rsync command is a powerful file copying and folder synchronization tool. Here are ten common use-cases that you’ll be able to put to good use on your own systems.
The rsync Tool
rsync tool copies files and directories between two computers. It uses a sophisticated algorithm that scans directory trees to find files on the source computer that don’t exist on the destination computer. These files are transmitted to the destination computer. What makes
rync so clever is it can figure out which pieces of existing files have been modified, and it only sends the changed portions.
You can use
rsync to copy files to a different location on your hard drive, to a different hard drive in the same computer, to an externally connected USB drive, or any other network-accessible location.
On top of that,
rsync can optionally preserve symbolic links, hard links, and file metadata such as file ownership, permissions, and access times. To support all this functionality,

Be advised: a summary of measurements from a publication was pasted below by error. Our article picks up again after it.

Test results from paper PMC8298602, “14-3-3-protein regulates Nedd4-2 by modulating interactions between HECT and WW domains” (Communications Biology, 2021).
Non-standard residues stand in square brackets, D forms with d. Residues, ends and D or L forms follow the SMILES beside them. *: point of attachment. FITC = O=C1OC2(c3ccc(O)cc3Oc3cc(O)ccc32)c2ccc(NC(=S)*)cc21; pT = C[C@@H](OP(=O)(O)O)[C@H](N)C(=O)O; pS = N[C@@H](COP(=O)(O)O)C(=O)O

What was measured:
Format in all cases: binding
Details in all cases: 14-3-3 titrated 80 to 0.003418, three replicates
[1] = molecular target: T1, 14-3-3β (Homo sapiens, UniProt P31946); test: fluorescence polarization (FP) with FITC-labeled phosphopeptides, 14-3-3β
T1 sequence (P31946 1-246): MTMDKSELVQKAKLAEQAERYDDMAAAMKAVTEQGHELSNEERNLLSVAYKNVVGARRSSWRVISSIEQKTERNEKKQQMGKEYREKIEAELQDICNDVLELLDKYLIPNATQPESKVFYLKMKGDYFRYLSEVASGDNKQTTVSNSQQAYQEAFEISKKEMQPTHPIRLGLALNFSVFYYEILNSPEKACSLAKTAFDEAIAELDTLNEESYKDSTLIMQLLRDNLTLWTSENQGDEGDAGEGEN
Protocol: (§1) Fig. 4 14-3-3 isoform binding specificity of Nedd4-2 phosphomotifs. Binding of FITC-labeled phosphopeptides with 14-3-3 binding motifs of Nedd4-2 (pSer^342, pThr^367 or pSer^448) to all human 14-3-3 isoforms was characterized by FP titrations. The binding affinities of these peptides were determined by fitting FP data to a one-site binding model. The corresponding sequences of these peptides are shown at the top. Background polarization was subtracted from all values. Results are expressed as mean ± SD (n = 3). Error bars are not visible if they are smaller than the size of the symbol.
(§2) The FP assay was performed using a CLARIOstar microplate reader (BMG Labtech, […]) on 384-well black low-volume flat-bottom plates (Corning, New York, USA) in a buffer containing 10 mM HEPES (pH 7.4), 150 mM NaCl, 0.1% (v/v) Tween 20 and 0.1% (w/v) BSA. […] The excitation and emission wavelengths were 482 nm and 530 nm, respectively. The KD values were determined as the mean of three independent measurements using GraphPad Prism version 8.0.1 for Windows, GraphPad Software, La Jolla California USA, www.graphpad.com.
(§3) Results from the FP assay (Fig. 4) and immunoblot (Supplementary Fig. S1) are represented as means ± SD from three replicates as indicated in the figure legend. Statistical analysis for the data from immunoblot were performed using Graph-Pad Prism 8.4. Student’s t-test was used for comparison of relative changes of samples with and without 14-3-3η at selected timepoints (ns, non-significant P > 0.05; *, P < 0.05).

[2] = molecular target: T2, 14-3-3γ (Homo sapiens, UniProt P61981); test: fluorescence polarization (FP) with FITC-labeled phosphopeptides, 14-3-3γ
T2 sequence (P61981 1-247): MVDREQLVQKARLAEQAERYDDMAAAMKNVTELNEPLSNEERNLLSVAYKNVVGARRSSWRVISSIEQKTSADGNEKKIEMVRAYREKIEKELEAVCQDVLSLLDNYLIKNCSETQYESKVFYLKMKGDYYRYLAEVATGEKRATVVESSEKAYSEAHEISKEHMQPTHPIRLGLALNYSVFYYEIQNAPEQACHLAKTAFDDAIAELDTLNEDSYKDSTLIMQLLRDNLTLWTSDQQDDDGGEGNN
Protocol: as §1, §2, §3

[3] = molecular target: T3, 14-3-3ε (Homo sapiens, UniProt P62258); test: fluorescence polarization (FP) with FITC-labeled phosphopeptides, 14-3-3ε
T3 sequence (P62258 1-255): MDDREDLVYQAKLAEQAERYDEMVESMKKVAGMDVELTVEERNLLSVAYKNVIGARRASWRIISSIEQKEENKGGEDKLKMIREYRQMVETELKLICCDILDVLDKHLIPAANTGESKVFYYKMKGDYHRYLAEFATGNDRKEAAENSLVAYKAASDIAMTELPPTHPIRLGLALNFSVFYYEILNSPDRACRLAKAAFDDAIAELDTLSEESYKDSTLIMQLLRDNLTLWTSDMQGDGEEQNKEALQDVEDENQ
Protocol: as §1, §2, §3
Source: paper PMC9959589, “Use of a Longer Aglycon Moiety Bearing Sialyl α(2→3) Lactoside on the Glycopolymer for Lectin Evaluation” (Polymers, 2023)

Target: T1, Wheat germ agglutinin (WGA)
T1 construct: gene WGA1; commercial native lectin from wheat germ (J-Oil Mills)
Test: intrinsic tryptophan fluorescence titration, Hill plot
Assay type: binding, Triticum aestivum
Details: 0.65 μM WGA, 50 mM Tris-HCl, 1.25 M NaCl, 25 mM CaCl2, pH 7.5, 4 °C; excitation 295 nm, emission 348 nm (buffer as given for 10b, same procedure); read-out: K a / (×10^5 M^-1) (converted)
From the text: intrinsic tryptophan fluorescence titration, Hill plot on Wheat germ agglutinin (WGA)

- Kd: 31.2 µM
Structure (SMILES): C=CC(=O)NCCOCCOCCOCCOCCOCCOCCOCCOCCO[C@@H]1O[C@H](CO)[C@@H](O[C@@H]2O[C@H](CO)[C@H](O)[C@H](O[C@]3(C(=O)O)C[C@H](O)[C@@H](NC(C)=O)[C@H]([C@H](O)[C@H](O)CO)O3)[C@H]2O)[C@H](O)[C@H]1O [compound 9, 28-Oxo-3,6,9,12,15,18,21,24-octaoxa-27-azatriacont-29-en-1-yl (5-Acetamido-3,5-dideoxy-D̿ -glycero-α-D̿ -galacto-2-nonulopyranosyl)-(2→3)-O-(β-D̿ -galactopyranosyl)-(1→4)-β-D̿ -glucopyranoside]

rsync has many options and figuring them all out takes time. We’ve collected these 10 examples to help you get started. We’ve already written about doing backups with
rsync , so we’re concentrating on other uses here.
For all of its many options, the structure of an
rsync command is simple. We need to provide the source, the destination, and the options we want to use. You’ll probably find that
rsync is already installed on your Linux computer—it was, on all of our test machines—but if it isn’t it’ll definitely be in your distribution’s repositories.
1. Copy Files to a Different Directory
Here’s a simple example to get us going. We’re going to copy the files from the “project-files” directory to the “Documents” directory. We’re using two options, the
-a (archive) option and the
-v (verbose) option. The verbose option tells
rsync to explain what its doing as it does it. The